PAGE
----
Creating, Motivating, & Keeping Management
One of the many factors in creating, motivating, and keeping good management is a properly designed incentive plan. To be successful, an incentive plan must motivate the management team to increase the value of the company in a measurable way.

Long-term incentive plans should consist of a number of components so that executives have a diversified package – the more attractive this package is, the more difficult it will be for key employees to leave a post.

Successful plans share four basic elements. First, the plan is specific. The key employees know, in advance and in writing, what standards need to be met to receive the incentive.

Second, the incentive is substantial. The key employees must perceive it as a substantial incentive worth achieving. This substantial amount is only awarded upon the attainment of the performance standards set by the business owner.

Third, the plan should tie the key management team to the business so that, regardless of who owns the company, these individuals have an incentive to remain with the business. Payments of these incentive plan awards to the key employees are not immediate. There should always be some type of vesting schedule associated with any incentive plan award. Normally, a continual or “rolling” vesting schedule is used – this approach requires each year’s award to vest on a separate schedule. Using this type of schedule will tie the key employees to the business longer as they are never fully vested in the most recent awards.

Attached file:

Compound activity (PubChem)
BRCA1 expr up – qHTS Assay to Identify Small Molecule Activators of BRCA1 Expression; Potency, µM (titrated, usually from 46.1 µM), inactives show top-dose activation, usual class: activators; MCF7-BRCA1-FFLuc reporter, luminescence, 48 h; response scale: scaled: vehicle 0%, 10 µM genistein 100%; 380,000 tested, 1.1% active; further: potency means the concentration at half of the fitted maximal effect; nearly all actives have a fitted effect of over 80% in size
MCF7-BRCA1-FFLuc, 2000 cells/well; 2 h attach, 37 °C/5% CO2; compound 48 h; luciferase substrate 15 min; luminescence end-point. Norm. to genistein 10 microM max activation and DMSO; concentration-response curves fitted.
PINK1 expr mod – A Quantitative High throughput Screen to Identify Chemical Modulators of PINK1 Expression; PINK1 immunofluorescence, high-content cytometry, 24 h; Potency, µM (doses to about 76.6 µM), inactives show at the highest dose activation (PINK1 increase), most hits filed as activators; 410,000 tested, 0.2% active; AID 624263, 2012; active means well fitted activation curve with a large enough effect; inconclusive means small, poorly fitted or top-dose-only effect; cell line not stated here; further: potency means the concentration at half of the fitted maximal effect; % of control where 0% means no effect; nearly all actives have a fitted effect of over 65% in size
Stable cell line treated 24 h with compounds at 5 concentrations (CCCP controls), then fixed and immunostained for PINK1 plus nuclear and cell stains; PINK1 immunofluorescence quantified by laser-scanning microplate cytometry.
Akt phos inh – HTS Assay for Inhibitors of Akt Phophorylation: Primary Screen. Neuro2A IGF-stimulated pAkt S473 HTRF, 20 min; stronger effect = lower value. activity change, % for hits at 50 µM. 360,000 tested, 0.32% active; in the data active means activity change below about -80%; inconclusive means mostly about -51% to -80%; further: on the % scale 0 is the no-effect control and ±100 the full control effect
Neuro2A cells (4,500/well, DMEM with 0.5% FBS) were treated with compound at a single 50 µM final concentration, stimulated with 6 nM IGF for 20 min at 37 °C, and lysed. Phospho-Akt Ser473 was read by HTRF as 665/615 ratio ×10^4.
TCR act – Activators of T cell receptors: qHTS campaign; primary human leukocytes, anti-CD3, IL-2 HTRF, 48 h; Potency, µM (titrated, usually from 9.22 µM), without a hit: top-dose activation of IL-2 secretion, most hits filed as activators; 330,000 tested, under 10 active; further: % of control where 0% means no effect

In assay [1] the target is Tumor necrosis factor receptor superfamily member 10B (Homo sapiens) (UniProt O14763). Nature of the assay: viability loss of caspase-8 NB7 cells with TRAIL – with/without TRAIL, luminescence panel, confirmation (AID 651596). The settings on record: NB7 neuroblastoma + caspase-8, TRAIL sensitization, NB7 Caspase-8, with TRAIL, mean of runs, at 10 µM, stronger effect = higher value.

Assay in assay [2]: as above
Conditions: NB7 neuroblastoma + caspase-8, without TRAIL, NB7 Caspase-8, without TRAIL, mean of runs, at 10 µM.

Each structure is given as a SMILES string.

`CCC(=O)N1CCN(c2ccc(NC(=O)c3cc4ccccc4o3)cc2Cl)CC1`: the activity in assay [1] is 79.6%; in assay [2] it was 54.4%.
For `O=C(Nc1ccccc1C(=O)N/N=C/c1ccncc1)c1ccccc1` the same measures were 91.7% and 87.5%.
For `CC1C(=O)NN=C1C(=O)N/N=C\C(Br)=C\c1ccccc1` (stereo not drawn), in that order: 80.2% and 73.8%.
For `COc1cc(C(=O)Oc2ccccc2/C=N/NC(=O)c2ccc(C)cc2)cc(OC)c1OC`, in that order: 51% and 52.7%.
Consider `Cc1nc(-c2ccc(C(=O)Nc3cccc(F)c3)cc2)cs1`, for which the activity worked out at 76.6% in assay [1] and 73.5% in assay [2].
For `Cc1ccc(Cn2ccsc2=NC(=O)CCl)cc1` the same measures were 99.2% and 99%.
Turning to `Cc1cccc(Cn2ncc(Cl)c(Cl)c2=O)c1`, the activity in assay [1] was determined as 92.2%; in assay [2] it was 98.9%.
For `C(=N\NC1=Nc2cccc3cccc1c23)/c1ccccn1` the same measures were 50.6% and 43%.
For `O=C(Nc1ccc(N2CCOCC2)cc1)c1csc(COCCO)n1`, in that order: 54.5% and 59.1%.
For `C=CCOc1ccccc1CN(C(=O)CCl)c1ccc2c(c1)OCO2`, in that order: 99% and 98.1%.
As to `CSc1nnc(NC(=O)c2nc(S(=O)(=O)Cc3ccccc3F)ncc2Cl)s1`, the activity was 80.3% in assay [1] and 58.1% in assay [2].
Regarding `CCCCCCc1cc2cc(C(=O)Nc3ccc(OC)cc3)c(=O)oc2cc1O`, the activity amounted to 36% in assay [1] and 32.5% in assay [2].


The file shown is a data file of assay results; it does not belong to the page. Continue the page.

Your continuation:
Fourth, the key employees should receive the incentive award based on performance standards that, when attained, increase the value of the business. This element is critical to a properly designed incentive plan.

Also, it cannot be overstated that employers should consult with a legal and tax advisor when establishing any incentive program.

Encouraging Longevity
Creating a work environment that encourages longevity doesn’t stop and start with the dollar sign. Business owners should recognize that while most employees are motivated by an atmosphere that acknowledges skill, allows for active participation in decision-making, provides opportunities for professional growth, and supports financial comfort now and in retirement, each key employee is unique.

It all comes down to providing the best tools necessary to effect sincere company devotion. By offering a complete compensation package that addresses the specific needs of those employees critical to the company’s future, the likelihood of their being lured away by poachers will be greatly diminished.

Bob O’Hara, CPA/PFS/MST/CExP is the founder of O’Hara & Company (www.oharaco.com), a leading financial firm that specializes in guiding businesses through their exit planning process, as well as the creator of a national educational website for business owners, www.exitplanning-edu.com.